More likely they are made in India. We have had absolutely lousy service from these folks the last few years. Their "order takers" apparently know absolutely nothing about tires or tubes. Took us 3 tries to get tubes with the correct diameter rubber stems the last time we ordered.

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Most of their vintage radials and almost all the tubes are made in Vietnam. They do have a plant in PA that turns out their non-radial vintage tires like the 20-inch Firestones on my Cadillac, but they have serious quality issues there, too. They're well aware of the problem but aren't interested in fixing it at the source but just offering free replacement tires (although they'll try to charge you to ship the replacements to you and ask you to pay to ship the old ones back). I had a friend who chose to reinstall some 40-year-old inner tubes in his Pierce Arrow's new tires because the new ones from Brand X were so flimsy and poorly made that it seemed like the right decision. :o

 

Maybe they make all their money on shipping...

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So I guess the philosophy of throw those old tires out first thing they are junk may not be as sound as it once was.  I have a pair of Wards Riverside 21 inch Model A tires still in the wrappers in my garage from Probably the 1950's.  Maybe they would be a better choice than the new ones.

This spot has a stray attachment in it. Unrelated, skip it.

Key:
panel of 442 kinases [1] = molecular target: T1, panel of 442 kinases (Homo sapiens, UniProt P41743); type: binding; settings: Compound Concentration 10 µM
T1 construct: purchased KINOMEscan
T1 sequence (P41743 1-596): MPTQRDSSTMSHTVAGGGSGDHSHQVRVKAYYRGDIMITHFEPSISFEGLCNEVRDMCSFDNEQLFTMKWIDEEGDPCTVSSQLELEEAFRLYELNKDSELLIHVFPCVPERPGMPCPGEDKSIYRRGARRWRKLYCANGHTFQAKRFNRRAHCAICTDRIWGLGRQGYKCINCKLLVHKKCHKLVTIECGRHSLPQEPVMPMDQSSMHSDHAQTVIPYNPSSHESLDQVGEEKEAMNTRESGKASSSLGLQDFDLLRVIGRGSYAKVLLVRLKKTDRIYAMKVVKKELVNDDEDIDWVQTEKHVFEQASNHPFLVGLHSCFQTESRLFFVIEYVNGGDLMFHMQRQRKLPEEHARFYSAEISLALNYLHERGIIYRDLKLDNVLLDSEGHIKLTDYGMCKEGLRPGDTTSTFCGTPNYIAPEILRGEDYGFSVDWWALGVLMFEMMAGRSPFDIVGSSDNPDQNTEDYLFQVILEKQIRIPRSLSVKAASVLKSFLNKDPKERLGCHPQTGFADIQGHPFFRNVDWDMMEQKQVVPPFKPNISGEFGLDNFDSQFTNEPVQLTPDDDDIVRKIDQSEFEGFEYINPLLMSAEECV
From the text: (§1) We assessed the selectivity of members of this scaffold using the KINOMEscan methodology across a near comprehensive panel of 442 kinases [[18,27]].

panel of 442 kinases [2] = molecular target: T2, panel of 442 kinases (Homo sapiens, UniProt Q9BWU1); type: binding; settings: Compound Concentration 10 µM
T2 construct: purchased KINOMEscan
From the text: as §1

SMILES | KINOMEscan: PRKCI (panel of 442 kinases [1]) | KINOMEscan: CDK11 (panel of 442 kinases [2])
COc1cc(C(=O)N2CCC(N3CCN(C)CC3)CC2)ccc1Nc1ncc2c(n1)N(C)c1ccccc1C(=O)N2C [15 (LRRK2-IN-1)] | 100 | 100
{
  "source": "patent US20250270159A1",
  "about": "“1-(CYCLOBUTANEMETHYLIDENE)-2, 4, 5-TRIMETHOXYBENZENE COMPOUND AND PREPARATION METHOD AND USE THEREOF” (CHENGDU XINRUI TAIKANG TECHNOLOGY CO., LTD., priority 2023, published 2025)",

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I'm not sure how much the tire dressing and cleaning makes the difference.  I have tires on a car that are 25 years old now that got cleaned about once a month with Bleachwhite  (the big no no stuff) for the first 15 years of their life.  They haven't been cleaned but once or twice a year in the last 10 and they are barely starting to show age.  They have been kept in a cool dark garage for most of their life and they are on a car that is almost too much weight for them.  They probably have about 5,000 miles on them. 

Seems to me the problem lies in the type of material they must have switched to as opposed to what they used to use. We know with all the new environmental laws and regulations things aren't what they used to be.  Remember mot too long ago you could buy oil based stain that penetrated wood and lasted for decades, unilke water based stain that seems to fail in less than five and takes much longer to apply.   That's about the only thing that would explain them failing so early. 

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According to a few chemist friends of mine the anti-aging additive in the rubber compounds is Wax-made sense to me as it acts as a lubricant in the rubber.  Many of the tire dressings contain Silicone which dissolves Wax.

 Make sure the tire dressing product you use does not contain Silicone.

 This surprised me as a product called Silicone Grease is advertised and recommended for dressing the rubber gaskets,such as door seal gaskets.Maybe no wax or different kind of rubber in gaskets.